Wednesday, April 15, 2015
VIOLATING LAW TOSSED KIDS FROM THE MINING AND MINERAL MUSEUM
The following is a guest post by Mardy Zimmermann, a retired teacher. She is currently mitigating some of the damage done by the AHS with out reach programs to K-8 classes on rocks and minerals. On the behalf of students, she attempted to save the mineral museum in 2010.
The sad state of our Arizona democracy is that our students were rudely locked out of “their” loved and much used Mining and Mineral Museum at the end of April of 2011 in violation of law. What most people don’t remember is that Governor Brewer announced her birthday gift to AZ for the Centennial—a 5 C’s Museum paid for by her asking each of the 5C’s to give her a million dollars for it. She and the AZ Historical Society had already joined forces and chose the expensive east coast designer, Gallagher and Associates, to design it, without following AZ law which requires competitive bids. Their high-handed approach caused a great deal of opposition and questions about the fate of the popular Mining and Mineral Museum, used by 40,000 students a year for earth science education.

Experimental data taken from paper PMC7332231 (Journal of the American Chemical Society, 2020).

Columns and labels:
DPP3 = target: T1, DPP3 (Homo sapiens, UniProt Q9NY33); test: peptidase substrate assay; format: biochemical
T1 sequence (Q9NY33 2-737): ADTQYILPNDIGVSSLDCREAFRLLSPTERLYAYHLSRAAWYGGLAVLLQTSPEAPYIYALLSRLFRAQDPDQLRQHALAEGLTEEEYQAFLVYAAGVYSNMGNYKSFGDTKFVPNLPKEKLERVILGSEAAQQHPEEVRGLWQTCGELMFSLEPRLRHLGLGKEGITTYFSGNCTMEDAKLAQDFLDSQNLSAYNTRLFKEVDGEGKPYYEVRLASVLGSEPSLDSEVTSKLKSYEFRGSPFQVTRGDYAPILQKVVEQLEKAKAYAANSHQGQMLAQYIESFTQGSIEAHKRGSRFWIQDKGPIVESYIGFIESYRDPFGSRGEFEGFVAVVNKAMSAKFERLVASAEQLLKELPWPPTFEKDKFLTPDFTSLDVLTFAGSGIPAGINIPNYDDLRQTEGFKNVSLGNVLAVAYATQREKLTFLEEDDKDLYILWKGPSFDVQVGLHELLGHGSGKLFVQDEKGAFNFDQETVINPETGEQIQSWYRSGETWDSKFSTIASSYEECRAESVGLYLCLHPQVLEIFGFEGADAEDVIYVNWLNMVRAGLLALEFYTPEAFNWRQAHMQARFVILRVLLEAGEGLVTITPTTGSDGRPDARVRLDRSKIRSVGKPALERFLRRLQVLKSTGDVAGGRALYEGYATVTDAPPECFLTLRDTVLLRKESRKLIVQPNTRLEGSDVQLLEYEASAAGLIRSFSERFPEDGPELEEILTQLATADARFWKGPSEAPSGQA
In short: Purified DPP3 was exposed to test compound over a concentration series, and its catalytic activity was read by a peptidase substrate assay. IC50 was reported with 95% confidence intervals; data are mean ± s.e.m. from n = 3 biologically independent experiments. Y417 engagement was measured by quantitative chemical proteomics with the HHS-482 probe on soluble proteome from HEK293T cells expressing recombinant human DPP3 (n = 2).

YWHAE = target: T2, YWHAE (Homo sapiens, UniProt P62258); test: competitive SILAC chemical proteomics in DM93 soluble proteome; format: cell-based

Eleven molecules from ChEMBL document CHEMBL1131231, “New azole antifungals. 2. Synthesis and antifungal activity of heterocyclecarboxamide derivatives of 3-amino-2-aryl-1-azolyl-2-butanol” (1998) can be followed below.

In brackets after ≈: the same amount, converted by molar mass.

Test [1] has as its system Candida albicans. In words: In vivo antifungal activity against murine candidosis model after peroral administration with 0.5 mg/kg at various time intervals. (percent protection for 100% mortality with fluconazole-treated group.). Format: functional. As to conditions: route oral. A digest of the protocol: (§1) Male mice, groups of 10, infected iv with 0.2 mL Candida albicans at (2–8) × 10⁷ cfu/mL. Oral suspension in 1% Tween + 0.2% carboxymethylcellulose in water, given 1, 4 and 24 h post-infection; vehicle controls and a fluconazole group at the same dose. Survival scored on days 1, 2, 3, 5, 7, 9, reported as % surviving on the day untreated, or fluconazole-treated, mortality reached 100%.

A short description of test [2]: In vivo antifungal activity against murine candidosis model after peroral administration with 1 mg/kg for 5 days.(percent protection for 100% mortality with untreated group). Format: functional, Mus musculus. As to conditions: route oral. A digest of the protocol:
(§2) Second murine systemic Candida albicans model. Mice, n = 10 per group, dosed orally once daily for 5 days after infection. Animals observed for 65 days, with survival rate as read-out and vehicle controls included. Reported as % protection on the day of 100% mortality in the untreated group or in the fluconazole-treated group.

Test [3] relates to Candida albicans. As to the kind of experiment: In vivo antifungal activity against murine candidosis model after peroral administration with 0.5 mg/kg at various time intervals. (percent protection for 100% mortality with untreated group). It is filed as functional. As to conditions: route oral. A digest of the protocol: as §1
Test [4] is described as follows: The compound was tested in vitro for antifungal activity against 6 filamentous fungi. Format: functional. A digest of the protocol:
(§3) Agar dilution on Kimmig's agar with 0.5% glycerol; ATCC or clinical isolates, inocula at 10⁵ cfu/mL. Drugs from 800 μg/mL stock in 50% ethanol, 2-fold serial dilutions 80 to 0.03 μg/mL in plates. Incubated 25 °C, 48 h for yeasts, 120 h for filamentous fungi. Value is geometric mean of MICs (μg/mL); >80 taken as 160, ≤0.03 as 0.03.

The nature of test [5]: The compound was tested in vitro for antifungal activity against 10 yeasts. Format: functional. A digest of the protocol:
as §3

I became involved at this point as an advocate for students, who were horrified at the thought of losing the MMM. When presenting a guest science demonstration at a local high school, I encountered a group of very anxious students who wanted to talk to me about the MMM. I agreed to meet with them after school. This impressive and caring group of students formed the Students’ Committee to Save the Mining and Mineral Museum and crafted a petition that outlined what was wrong with the Governor’s and AHS’s plans. They waged a very effective campaign and got thousands of signatures. I agreed to serve as their advocate to get their concerns and message to the legislature and Governor.
At the same time, great effort was expended by AHS, who already had management responsibility for the MMM, and the Governor’s office to gag all museum employees. This failed, as much opposition was coming from non-employees. Finally a meeting to quell the mounting concern about the 5 C’s Centennial project was held in the Governor’s office. I admit to being very outspoken and after some testy exchanges the meeting ended up with an agreement that the MMM and a 5C’s Museum could easily share the building. AHS failed to work with the MMM staff, who were willing to help, to get a 5C’s display designed for the Centennial.